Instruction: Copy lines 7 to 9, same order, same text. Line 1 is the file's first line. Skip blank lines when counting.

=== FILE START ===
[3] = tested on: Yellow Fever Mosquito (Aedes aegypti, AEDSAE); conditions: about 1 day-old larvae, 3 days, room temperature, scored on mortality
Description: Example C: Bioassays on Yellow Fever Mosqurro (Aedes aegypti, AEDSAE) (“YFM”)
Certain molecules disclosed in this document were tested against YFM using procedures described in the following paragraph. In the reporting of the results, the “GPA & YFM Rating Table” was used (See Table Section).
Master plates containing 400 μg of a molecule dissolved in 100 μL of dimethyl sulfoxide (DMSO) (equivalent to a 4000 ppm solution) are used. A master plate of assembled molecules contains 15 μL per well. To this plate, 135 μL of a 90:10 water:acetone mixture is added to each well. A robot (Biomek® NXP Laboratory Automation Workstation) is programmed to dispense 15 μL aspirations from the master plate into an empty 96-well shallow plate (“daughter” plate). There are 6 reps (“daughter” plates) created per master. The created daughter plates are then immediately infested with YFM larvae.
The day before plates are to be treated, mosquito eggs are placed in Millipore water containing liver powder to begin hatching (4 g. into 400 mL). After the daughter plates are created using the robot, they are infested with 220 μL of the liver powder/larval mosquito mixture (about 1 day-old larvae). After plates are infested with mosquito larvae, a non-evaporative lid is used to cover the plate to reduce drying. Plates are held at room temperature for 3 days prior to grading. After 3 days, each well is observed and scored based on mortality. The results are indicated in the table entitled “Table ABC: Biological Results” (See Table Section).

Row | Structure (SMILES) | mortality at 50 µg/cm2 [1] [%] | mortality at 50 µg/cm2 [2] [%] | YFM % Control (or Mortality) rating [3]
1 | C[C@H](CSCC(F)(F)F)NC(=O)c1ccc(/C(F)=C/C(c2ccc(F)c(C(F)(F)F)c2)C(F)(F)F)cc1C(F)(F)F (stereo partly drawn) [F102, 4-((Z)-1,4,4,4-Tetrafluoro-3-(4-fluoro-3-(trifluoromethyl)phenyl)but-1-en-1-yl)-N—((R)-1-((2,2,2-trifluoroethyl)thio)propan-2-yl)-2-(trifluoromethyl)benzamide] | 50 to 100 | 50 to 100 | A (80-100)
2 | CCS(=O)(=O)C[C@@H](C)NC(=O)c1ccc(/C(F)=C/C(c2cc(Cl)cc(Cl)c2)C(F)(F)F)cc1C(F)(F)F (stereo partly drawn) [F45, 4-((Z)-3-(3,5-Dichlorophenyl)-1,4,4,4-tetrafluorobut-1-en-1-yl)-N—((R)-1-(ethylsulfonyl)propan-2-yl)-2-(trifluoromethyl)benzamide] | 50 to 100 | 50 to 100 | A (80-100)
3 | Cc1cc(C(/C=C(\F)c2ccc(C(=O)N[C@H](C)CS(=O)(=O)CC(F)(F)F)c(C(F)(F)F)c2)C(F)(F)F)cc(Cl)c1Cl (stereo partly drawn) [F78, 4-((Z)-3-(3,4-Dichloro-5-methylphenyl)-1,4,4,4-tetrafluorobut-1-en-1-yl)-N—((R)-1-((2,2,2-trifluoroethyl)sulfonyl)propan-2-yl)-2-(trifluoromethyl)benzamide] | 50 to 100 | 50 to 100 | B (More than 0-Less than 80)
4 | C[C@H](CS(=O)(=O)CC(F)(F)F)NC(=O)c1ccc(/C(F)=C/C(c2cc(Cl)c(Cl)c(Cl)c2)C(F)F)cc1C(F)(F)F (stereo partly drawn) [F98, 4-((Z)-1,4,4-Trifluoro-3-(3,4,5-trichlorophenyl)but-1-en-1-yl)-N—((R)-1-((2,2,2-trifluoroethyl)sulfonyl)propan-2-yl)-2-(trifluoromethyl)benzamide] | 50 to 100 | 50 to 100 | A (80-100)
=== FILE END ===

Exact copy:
1 | C[C@H](CSCC(F)(F)F)NC(=O)c1ccc(/C(F)=C/C(c2ccc(F)c(C(F)(F)F)c2)C(F)(F)F)cc1C(F)(F)F (stereo partly drawn) [F102, 4-((Z)-1,4,4,4-Tetrafluoro-3-(4-fluoro-3-(trifluoromethyl)phenyl)but-1-en-1-yl)-N—((R)-1-((2,2,2-trifluoroethyl)thio)propan-2-yl)-2-(trifluoromethyl)benzamide] | 50 to 100 | 50 to 100 | A (80-100)
2 | CCS(=O)(=O)C[C@@H](C)NC(=O)c1ccc(/C(F)=C/C(c2cc(Cl)cc(Cl)c2)C(F)(F)F)cc1C(F)(F)F (stereo partly drawn) [F45, 4-((Z)-3-(3,5-Dichlorophenyl)-1,4,4,4-tetrafluorobut-1-en-1-yl)-N—((R)-1-(ethylsulfonyl)propan-2-yl)-2-(trifluoromethyl)benzamide] | 50 to 100 | 50 to 100 | A (80-100)
3 | Cc1cc(C(/C=C(\F)c2ccc(C(=O)N[C@H](C)CS(=O)(=O)CC(F)(F)F)c(C(F)(F)F)c2)C(F)(F)F)cc(Cl)c1Cl (stereo partly drawn) [F78, 4-((Z)-3-(3,4-Dichloro-5-methylphenyl)-1,4,4,4-tetrafluorobut-1-en-1-yl)-N—((R)-1-((2,2,2-trifluoroethyl)sulfonyl)propan-2-yl)-2-(trifluoromethyl)benzamide] | 50 to 100 | 50 to 100 | B (More than 0-Less than 80)